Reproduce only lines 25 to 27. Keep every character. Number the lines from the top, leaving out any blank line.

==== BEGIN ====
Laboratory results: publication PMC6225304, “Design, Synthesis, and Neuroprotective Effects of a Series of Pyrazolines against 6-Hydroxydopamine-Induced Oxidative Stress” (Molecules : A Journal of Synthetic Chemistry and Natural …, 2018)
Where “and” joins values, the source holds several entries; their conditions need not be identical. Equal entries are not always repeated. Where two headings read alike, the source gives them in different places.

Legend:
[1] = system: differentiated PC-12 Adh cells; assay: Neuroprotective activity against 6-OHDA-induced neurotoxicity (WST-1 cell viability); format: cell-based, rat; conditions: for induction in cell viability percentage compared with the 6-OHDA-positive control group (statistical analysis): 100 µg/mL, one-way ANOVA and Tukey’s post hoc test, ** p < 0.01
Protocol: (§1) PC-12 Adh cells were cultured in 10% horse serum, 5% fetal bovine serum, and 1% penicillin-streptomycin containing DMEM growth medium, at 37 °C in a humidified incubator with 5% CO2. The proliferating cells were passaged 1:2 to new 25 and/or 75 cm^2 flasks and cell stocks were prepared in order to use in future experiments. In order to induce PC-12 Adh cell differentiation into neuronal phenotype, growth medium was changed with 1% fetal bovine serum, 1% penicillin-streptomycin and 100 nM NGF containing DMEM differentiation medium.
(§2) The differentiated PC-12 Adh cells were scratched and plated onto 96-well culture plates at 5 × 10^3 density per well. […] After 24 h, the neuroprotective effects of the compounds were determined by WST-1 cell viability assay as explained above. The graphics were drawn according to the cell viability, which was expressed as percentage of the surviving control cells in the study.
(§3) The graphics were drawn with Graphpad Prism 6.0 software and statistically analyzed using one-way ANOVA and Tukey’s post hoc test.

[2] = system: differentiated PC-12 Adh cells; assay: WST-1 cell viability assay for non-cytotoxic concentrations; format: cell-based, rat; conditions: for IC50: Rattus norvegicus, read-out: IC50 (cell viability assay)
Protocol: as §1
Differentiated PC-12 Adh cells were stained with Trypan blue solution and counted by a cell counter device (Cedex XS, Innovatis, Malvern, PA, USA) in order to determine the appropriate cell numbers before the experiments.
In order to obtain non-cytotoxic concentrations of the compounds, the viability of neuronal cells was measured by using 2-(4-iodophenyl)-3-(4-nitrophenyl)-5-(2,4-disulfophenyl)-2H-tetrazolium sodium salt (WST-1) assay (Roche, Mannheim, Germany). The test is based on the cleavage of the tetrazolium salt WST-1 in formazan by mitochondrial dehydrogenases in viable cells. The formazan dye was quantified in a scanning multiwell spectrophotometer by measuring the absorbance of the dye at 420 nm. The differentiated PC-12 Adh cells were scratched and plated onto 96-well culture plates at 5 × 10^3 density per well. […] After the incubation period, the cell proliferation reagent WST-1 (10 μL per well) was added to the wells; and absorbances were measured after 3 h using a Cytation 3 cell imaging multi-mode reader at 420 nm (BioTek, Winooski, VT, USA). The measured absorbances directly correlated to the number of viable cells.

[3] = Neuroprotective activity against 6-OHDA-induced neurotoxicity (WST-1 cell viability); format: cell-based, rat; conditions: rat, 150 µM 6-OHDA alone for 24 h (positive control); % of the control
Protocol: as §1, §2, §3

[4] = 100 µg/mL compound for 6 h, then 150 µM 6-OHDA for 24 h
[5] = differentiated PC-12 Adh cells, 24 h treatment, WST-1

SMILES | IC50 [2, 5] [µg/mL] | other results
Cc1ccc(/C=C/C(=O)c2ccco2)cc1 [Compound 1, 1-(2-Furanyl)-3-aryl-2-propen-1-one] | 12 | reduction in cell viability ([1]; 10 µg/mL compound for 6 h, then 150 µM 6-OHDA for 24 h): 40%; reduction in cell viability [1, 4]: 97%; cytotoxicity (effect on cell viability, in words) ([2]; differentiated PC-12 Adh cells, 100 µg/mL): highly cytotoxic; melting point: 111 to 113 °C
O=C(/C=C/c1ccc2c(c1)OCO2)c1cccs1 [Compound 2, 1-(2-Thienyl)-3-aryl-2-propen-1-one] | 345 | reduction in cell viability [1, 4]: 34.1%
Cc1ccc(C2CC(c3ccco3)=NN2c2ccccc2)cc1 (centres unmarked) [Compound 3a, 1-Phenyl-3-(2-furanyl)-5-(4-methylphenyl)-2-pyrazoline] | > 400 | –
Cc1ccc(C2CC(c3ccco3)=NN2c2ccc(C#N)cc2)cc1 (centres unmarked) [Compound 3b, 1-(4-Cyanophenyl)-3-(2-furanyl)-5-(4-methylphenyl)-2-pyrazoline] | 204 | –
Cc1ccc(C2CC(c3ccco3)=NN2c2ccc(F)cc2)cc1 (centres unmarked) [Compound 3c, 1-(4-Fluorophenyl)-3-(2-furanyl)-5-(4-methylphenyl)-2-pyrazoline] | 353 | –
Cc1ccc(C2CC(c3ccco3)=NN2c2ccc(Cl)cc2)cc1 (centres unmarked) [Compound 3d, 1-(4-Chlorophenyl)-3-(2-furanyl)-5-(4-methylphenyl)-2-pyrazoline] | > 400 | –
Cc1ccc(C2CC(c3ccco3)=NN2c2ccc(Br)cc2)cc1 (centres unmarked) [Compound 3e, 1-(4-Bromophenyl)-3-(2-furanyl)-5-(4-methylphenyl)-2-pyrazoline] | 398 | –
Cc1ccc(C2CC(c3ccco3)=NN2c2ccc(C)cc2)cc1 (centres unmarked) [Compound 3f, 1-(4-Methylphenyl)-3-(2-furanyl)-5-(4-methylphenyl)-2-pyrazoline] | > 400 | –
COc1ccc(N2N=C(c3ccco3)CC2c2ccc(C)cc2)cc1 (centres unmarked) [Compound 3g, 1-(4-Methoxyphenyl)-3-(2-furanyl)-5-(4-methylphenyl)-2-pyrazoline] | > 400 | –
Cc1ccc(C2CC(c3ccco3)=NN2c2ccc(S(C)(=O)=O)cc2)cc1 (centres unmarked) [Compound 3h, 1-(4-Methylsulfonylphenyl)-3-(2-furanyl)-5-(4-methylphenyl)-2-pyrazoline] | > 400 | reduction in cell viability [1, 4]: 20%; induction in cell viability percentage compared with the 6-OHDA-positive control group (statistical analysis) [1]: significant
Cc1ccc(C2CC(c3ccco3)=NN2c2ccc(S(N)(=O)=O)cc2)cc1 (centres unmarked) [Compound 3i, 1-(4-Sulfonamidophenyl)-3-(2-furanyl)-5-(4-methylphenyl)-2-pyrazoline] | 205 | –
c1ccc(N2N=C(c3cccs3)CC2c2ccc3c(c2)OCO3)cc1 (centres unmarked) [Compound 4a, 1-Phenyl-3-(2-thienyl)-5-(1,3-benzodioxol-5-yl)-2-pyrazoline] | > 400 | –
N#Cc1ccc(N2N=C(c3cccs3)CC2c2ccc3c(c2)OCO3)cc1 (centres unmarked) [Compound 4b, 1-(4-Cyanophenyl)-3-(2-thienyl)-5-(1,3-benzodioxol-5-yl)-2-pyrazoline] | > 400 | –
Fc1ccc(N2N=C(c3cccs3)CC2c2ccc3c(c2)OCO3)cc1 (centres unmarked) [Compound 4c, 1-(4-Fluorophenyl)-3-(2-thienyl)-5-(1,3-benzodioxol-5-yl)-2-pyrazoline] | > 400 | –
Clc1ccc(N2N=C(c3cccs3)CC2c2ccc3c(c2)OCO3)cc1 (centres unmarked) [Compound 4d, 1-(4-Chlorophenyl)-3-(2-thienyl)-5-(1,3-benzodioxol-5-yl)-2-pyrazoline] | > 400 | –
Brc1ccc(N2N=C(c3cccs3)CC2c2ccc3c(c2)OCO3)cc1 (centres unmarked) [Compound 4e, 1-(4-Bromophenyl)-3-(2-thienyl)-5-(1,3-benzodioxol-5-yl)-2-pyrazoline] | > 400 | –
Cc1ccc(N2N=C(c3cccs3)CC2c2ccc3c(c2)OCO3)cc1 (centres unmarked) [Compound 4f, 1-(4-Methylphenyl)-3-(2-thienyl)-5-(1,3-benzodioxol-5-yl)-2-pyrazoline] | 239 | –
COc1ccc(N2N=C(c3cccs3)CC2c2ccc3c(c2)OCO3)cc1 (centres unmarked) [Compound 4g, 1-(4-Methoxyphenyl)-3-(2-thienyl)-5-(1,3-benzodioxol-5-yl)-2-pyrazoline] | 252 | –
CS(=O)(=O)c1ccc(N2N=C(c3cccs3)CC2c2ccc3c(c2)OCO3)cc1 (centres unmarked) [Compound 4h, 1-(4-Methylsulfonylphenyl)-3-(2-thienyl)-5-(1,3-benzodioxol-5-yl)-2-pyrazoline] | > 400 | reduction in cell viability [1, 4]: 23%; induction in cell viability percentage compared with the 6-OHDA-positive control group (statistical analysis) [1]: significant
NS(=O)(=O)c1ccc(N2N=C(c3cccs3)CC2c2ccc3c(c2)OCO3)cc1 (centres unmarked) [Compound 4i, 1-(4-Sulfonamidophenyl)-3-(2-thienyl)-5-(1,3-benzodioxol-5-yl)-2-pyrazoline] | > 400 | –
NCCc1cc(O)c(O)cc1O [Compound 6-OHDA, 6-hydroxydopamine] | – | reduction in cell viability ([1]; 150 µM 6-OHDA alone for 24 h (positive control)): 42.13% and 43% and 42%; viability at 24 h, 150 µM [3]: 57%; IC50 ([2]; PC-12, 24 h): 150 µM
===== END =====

COc1ccc(N2N=C(c3ccco3)CC2c2ccc(C)cc2)cc1 (centres unmarked) [Compound 3g, 1-(4-Methoxyphenyl)-3-(2-furanyl)-5-(4-methylphenyl)-2-pyrazoline] | > 400 | –
Cc1ccc(C2CC(c3ccco3)=NN2c2ccc(S(C)(=O)=O)cc2)cc1 (centres unmarked) [Compound 3h, 1-(4-Methylsulfonylphenyl)-3-(2-furanyl)-5-(4-methylphenyl)-2-pyrazoline] | > 400 | reduction in cell viability [1, 4]: 20%; induction in cell viability percentage compared with the 6-OHDA-positive control group (statistical analysis) [1]: significant
Cc1ccc(C2CC(c3ccco3)=NN2c2ccc(S(N)(=O)=O)cc2)cc1 (centres unmarked) [Compound 3i, 1-(4-Sulfonamidophenyl)-3-(2-furanyl)-5-(4-methylphenyl)-2-pyrazoline] | 205 | –